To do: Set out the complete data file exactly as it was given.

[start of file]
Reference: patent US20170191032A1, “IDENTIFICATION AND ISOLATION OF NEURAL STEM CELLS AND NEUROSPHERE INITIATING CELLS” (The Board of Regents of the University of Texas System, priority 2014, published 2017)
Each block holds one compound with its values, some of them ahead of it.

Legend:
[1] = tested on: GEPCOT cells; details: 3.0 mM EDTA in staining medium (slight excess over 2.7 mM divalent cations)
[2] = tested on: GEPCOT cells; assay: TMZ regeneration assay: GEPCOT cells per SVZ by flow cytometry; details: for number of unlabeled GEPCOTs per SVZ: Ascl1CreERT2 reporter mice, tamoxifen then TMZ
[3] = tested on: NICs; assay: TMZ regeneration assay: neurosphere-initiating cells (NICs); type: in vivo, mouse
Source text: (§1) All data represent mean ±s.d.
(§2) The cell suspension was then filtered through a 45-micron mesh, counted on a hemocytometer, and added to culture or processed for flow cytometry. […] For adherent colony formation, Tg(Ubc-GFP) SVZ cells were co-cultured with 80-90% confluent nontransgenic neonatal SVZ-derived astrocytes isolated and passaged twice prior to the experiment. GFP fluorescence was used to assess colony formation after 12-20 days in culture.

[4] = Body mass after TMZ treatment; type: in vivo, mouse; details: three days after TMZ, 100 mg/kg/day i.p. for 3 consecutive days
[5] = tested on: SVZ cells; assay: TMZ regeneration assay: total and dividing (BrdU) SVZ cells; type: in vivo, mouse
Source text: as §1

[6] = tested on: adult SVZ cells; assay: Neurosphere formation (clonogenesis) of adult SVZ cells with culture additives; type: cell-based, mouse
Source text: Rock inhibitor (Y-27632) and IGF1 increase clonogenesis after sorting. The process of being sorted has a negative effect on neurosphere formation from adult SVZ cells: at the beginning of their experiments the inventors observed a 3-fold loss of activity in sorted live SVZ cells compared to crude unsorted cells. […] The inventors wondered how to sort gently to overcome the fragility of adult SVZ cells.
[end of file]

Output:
Reference: patent US20170191032A1, “IDENTIFICATION AND ISOLATION OF NEURAL STEM CELLS AND NEUROSPHERE INITIATING CELLS” (The Board of Regents of the University of Texas System, priority 2014, published 2017)
Each block holds one compound with its values, some of them ahead of it.

Legend:
[1] = tested on: GEPCOT cells; details: 3.0 mM EDTA in staining medium (slight excess over 2.7 mM divalent cations)
[2] = tested on: GEPCOT cells; assay: TMZ regeneration assay: GEPCOT cells per SVZ by flow cytometry; details: for number of unlabeled GEPCOTs per SVZ: Ascl1CreERT2 reporter mice, tamoxifen then TMZ
[3] = tested on: NICs; assay: TMZ regeneration assay: neurosphere-initiating cells (NICs); type: in vivo, mouse
Source text: (§1) All data represent mean ±s.d.
(§2) The cell suspension was then filtered through a 45-micron mesh, counted on a hemocytometer, and added to culture or processed for flow cytometry. […] For adherent colony formation, Tg(Ubc-GFP) SVZ cells were co-cultured with 80-90% confluent nontransgenic neonatal SVZ-derived astrocytes isolated and passaged twice prior to the experiment. GFP fluorescence was used to assess colony formation after 12-20 days in culture.

[4] = Body mass after TMZ treatment; type: in vivo, mouse; details: three days after TMZ, 100 mg/kg/day i.p. for 3 consecutive days
[5] = tested on: SVZ cells; assay: TMZ regeneration assay: total and dividing (BrdU) SVZ cells; type: in vivo, mouse
Source text: as §1

[6] = tested on: adult SVZ cells; assay: Neurosphere formation (clonogenesis) of adult SVZ cells with culture additives; type: cell-based, mouse
Source text: Rock inhibitor (Y-27632) and IGF1 increase clonogenesis after sorting. The process of being sorted has a negative effect on neurosphere formation from adult SVZ cells: at the beginning of their experiments the inventors observed a 3-fold loss of activity in sorted live SVZ cells compared to crude unsorted cells. […] The inventors wondered how to sort gently to overcome the fragility of adult SVZ cells.